George Washington Williams, (born Oct. 16, 1849, Bedford Springs, Pa., U.S.—died Aug. 2, 1891, Blackpool, Eng.), American historian, clergyman, politician, lawyer, lecturer, and soldier who was the first person to write an objective and scientifically researched history of black people in the United States.
The son of a laborer, Williams enlisted at age 14 in the Union Army and fought in the Civil War. Upon leaving the army in 1868, he underwent training as a minister at the Newton Theological Institution and was ordained in 1874. In the following years, he served as pastor of several churches, edited and published several short-lived journals, and served in the Ohio House of Representatives from 1879 to 1881. By this time he had become interested in the study of history, and after doing copious research he had his History of the Negro Race in America from 1619 to 1880 published in 1882. There had been several previous works written on this subject by black historians, but Williams’ work was the first relatively objective account that strove for historical accuracy rather than functioning as a work of black apologetics or propaganda. Williams’ research for his next work, A History of the Negro Troops in the War of the Rebellion (1888), involved the gathering of oral histories from black Civil War veterans and the culling of newspaper accounts, both techniques which subsequently became basic resources in American historiography.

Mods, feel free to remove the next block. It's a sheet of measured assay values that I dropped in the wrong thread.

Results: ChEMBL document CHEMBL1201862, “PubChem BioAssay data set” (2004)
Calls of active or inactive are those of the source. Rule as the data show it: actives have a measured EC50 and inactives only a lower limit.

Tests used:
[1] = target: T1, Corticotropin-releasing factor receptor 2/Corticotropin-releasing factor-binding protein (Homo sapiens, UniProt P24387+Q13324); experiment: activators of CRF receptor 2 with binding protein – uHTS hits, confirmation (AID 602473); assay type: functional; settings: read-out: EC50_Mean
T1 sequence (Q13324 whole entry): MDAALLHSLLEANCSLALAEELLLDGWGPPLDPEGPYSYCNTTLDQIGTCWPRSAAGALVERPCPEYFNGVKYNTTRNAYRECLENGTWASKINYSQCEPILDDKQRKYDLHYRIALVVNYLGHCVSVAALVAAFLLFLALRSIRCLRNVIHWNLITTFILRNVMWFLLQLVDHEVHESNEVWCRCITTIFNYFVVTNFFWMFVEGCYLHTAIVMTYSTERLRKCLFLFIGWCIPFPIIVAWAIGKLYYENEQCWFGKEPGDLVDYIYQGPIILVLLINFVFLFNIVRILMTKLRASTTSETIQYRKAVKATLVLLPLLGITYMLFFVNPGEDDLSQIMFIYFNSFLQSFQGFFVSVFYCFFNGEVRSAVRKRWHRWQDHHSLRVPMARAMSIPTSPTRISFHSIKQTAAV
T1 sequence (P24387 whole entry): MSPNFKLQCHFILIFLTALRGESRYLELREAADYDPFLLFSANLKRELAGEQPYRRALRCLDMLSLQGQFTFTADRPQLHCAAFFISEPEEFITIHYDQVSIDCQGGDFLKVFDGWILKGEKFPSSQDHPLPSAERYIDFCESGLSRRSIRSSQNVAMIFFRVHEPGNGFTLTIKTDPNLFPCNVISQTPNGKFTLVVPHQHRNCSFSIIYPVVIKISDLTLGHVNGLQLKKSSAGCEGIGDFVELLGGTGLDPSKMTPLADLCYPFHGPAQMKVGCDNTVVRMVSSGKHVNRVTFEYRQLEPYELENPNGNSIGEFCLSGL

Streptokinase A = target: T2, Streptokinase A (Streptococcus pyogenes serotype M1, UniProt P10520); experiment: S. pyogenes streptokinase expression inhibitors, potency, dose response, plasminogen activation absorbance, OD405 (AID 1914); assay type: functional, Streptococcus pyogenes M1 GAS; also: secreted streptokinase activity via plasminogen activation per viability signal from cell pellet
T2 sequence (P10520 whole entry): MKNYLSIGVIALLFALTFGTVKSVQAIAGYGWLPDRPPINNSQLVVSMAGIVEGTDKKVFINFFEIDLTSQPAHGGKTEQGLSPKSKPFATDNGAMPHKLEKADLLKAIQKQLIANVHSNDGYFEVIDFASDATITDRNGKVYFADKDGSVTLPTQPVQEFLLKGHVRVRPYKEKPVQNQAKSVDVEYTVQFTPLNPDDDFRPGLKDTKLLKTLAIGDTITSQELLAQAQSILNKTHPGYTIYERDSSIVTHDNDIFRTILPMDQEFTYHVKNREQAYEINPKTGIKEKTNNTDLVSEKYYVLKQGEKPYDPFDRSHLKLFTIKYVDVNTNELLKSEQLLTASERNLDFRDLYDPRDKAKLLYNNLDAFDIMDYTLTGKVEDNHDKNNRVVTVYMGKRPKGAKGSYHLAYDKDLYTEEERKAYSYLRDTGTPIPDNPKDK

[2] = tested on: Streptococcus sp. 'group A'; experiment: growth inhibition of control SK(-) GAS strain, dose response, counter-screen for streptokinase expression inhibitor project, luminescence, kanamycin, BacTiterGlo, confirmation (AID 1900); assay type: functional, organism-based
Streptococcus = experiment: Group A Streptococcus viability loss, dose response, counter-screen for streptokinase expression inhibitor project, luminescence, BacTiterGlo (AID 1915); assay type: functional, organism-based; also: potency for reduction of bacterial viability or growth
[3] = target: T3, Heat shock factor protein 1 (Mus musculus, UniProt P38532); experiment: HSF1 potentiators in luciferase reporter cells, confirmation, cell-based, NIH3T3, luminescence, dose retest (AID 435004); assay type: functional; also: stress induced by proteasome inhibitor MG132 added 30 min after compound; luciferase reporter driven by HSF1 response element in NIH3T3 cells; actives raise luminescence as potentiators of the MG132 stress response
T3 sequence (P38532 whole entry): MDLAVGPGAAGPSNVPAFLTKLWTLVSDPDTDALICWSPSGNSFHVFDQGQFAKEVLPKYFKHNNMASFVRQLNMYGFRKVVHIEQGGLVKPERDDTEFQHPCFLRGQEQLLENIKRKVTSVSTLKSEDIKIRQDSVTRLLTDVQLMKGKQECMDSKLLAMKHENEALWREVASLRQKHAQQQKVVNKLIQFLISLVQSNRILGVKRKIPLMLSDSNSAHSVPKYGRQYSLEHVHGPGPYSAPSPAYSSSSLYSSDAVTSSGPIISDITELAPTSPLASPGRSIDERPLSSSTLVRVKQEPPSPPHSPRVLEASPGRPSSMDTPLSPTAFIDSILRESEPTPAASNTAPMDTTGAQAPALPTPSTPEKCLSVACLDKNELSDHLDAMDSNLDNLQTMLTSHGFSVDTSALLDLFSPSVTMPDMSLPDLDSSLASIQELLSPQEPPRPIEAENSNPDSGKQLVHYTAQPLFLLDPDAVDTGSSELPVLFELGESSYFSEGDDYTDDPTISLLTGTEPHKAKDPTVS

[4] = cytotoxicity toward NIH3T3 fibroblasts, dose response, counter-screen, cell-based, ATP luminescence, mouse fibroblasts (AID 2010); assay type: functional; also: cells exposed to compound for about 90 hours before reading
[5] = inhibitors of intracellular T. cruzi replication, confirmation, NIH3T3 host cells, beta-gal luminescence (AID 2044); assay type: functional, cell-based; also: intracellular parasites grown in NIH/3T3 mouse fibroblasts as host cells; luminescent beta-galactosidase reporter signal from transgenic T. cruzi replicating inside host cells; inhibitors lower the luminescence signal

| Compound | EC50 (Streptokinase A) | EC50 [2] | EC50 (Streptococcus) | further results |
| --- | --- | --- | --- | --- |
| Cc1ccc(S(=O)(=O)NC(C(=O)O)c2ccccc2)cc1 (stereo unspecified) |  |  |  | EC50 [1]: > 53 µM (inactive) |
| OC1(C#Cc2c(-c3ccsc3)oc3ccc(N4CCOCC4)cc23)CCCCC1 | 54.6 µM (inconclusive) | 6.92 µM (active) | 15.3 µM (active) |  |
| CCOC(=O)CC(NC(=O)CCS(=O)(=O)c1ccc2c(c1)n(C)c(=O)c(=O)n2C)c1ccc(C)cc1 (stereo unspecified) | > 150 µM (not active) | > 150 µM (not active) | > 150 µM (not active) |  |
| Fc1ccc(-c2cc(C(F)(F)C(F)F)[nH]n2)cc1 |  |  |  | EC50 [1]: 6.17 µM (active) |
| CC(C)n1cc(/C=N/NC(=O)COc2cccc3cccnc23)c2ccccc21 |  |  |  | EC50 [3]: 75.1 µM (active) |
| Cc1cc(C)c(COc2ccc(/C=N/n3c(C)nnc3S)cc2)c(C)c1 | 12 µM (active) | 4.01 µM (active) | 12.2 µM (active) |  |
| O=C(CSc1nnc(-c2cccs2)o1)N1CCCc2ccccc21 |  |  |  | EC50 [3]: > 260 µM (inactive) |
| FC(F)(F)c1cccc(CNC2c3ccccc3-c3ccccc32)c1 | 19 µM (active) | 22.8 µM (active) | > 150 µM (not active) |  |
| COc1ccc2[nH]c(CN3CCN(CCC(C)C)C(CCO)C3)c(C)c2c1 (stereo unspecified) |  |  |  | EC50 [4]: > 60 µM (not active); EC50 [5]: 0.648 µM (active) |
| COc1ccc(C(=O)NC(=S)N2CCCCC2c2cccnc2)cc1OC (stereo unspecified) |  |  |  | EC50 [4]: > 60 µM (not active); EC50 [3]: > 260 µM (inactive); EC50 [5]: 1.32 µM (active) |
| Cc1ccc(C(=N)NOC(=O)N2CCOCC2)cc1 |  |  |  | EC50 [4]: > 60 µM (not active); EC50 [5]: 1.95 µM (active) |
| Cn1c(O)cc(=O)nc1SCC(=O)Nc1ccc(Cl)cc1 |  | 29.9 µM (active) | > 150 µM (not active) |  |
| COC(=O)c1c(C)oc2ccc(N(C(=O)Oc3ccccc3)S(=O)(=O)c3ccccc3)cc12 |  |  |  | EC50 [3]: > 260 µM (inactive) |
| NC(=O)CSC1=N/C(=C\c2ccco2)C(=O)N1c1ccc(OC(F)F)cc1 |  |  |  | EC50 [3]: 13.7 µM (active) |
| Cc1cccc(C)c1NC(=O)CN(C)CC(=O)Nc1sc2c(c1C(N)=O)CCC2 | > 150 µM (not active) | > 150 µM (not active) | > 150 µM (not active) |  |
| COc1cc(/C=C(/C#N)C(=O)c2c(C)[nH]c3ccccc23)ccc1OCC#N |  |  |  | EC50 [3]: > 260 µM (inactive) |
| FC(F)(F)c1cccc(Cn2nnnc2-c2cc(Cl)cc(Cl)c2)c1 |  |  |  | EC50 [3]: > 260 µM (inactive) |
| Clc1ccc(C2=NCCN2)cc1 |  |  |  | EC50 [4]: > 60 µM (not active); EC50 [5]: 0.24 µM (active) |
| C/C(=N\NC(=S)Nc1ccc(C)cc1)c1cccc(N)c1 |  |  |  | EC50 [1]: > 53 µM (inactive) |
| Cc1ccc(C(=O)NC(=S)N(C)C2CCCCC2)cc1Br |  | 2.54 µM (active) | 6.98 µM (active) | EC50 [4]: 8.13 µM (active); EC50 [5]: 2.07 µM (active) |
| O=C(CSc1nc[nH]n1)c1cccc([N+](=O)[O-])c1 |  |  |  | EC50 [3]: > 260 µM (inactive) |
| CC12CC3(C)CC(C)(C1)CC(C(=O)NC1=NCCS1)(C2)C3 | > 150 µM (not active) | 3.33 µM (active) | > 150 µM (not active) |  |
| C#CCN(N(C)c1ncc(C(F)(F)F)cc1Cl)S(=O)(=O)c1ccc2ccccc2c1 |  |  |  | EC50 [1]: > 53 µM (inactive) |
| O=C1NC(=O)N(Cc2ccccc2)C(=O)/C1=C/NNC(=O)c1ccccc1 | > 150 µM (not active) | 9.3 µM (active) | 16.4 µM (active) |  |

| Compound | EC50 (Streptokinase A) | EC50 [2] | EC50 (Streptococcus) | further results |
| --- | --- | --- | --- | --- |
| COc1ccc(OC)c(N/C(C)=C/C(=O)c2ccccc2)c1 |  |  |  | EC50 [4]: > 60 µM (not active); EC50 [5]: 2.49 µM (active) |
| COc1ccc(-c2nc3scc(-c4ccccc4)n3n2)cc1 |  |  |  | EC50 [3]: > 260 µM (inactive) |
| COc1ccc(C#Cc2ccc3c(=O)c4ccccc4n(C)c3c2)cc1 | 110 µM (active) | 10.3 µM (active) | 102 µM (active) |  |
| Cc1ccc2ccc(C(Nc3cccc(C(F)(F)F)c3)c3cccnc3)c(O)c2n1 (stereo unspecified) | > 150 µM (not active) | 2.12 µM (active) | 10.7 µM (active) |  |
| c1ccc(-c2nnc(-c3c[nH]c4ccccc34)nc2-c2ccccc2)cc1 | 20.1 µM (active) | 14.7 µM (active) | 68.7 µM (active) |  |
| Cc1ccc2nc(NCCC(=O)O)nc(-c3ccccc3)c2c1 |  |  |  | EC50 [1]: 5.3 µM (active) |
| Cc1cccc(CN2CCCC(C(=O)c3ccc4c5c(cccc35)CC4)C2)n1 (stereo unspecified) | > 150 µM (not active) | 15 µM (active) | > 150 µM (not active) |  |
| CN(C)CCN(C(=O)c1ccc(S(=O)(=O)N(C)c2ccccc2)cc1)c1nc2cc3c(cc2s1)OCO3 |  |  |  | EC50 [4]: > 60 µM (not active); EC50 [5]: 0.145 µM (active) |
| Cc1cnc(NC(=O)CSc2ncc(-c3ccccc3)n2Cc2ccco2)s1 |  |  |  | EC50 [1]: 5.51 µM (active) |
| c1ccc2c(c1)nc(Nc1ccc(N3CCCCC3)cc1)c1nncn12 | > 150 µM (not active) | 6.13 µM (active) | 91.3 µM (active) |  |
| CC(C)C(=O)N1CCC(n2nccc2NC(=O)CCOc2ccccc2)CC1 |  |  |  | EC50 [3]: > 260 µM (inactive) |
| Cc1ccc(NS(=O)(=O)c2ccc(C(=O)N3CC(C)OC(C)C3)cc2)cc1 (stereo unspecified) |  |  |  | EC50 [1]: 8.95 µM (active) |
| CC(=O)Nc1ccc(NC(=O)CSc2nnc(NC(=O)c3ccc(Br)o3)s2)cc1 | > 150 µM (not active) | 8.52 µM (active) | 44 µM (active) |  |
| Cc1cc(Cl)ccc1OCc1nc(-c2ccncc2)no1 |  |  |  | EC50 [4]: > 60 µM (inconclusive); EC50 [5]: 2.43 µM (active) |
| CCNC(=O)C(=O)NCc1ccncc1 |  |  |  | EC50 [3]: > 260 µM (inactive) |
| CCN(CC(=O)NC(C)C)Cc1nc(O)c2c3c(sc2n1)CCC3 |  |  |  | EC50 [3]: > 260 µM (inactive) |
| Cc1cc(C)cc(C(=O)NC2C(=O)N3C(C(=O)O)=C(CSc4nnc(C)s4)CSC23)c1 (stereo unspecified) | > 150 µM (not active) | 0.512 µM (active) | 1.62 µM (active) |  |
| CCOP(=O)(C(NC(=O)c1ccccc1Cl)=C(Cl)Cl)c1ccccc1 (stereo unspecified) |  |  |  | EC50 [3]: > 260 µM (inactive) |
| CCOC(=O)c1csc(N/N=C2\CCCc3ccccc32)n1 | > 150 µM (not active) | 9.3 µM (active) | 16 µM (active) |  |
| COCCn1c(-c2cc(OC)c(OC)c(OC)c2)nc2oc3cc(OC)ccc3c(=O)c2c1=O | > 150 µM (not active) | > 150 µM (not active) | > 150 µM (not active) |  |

During the 1880s Williams worked on his books, practiced law, and gave lectures. In 1889 he became interested in the prospect of employing black Americans in the Congo Free State under the auspices of the Belgian king Leopold. But a visit to the Congo in 1890 shocked him into an appreciation of Leopold’s brutal exploitation of the people of the Congo, and Williams spent the short remainder of his life publicizing the outrages that were being perpetrated there.